Here's what I have now. The guards on the sides were my own addition to keeps the kids safe. A flush insert would be safer with kids around, but I worried it may not be as good during power outages. The fireplace is big, approx 3ft x 3ft, maybe 2ft deep, would a freestanding stove be an option? Behind those bricks, the entire chimney seems to be masonry blocks, no wood structure until you get to the studs that form the internal garage wall behind.
    The pic with the stove removed doesn't show much, this was the cleaning immediately after we moved in, things have been much cleaner since then.

    TE

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  4. begreen

    begreen Mooderator Staff Member

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    Flush inserts will need to have the blower going to put out good heat. An insert like the Revere or the PE Summit that is designed to convect naturally would work better during an outage. And yes a freestanding stove might work.

    Well, as you probably know, the current configuration is not code compliant as far as the hearth goes. A hearth rug is not the best protection. They make prefab hearth extensions or one could be made that would handle whatever the final plan is.
  5. wazzu

    wazzu Member

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    Loc:
    SW Idaho
    Leave the old insert in place as backup and install a freestanding if possible. I have an insert and it just does not work as well as a freestanding would have.
  6. TradEddie

    TradEddie Minister of Fire

    Joined:
    Jan 24, 2012
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    SE PA
    Possibly the last weekend of burning with the old insert. Money is down on a Lopi Freedom, once I found a much more reasonable price for installation. The new insert will have a tough act to follow, it was 19F here last night, with 40mph winds, I packed the Gold Marc full of unsplittable oak crotches at 11pm, left the blower on low. and it was 74F inside at 7:45am.

    TE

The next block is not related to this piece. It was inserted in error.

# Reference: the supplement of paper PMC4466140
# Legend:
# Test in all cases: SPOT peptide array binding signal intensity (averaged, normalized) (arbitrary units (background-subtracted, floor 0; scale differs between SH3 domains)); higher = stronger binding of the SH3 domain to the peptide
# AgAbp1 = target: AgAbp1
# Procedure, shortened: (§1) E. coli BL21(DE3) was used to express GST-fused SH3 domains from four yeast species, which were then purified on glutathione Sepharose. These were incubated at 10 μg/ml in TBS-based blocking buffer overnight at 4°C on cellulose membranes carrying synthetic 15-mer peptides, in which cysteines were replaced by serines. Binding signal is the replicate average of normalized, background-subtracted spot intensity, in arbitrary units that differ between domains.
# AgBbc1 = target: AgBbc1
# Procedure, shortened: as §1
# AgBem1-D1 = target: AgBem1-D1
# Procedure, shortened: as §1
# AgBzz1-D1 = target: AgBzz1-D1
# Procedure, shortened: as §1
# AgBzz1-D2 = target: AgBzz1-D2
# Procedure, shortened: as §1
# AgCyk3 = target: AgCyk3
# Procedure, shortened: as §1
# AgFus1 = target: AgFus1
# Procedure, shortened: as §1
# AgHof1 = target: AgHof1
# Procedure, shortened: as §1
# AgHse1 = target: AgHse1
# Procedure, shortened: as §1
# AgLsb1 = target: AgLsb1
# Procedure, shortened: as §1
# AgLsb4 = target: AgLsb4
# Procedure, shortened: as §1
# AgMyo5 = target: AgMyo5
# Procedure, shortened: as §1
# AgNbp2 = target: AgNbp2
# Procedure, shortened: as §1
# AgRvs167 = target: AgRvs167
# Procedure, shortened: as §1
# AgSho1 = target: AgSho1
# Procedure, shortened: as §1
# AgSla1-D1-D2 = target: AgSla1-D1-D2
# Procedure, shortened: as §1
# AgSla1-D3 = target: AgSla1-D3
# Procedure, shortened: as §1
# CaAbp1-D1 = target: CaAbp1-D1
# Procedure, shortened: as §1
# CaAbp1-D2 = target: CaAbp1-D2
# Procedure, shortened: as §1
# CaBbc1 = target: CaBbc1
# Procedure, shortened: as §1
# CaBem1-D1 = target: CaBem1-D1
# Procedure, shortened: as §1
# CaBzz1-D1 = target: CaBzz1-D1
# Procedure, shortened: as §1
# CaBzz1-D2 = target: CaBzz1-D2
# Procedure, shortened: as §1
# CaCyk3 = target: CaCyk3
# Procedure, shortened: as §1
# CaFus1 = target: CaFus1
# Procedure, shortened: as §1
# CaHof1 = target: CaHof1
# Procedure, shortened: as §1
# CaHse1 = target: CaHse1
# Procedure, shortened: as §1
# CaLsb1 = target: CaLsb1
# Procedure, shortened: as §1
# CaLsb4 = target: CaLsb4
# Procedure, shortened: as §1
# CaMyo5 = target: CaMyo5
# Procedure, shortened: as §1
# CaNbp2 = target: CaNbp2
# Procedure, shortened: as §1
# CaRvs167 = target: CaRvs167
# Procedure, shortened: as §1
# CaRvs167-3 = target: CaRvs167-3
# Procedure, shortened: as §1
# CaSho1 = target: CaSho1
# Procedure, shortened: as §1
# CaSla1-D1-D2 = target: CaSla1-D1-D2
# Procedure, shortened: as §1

7. Jerry_NJ

    Jerry_NJ Minister of Fire

    Joined:
    Apr 19, 2008
    Messages:
    1,037
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    I have a Quadrafire Insert, 4100I. It has a blower and I have a deep cycle battery and a 12vdc/120vac converter. We lost electricity for 4 days late last October due to a very wet snow. The battery was able to run the fan just fine, and I put a CFL lamp on it too. The 4 day outage convinced me to buy a small gas generator, this will deliver about 1000 watts for 8 hours on a gallon of gas. This will save the food in the refrigerator. I still plan to use the insert for emergency heat. The insert I have has an extension of abut 12" and a bay window which give a nice view of the fire.

    I don't fully understand your existing insert. Is it really a "door" extension? You in fact have a fire in the fireplace and a metal cabinet extending out over the hearth? I've used a powered heat exchange with glass doors in a previous fireplace. This helped heat a little, but nothing like an airtight stove/insert.

    When we purchased our current home the fireplace already had what I learned was called a "slammer", i.e., it was simply "slammed" into the fireplace. It was, however, an airtight box with a blower, but it just dumped the smoke into the open masonry chimney of the fireplace. I had a some trouble with creosote build up on that arrangement. The new insert is more efficient and has an 8" stainless steel pipe running up the chimney, so it an airtight stove, albeit, stuck into the fireplace.